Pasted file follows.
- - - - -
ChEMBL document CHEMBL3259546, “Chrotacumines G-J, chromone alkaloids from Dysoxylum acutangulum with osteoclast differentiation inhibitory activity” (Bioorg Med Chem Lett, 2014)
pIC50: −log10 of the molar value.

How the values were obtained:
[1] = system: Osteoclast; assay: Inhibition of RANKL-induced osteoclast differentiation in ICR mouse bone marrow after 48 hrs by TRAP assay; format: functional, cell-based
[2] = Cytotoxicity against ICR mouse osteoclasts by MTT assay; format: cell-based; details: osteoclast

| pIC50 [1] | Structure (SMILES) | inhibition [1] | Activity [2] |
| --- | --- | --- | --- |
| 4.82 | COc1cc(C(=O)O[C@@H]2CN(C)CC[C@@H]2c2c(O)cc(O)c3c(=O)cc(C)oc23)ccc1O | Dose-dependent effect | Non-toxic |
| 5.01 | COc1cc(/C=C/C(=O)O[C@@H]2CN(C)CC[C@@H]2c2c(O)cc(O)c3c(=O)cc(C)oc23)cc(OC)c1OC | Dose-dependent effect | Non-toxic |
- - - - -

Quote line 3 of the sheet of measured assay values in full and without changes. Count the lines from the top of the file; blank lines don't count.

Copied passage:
How the values were obtained: